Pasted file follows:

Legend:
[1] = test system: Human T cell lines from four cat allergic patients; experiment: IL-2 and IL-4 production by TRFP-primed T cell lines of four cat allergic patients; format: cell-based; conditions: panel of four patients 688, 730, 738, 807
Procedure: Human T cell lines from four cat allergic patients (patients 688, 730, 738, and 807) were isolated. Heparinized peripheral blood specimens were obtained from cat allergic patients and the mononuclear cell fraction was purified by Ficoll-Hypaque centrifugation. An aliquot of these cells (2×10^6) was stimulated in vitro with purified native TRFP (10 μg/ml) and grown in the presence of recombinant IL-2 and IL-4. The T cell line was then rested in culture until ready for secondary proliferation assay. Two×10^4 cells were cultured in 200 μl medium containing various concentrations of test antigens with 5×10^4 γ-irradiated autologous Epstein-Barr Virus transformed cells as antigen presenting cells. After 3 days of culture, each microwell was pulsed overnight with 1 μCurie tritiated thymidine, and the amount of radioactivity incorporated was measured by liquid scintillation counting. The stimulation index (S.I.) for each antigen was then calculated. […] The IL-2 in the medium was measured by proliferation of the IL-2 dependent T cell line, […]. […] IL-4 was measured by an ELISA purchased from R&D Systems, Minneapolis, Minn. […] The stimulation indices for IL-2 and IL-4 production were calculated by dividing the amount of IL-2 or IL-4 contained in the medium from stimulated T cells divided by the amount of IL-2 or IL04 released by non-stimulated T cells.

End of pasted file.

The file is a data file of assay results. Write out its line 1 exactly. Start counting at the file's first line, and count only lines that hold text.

Legend: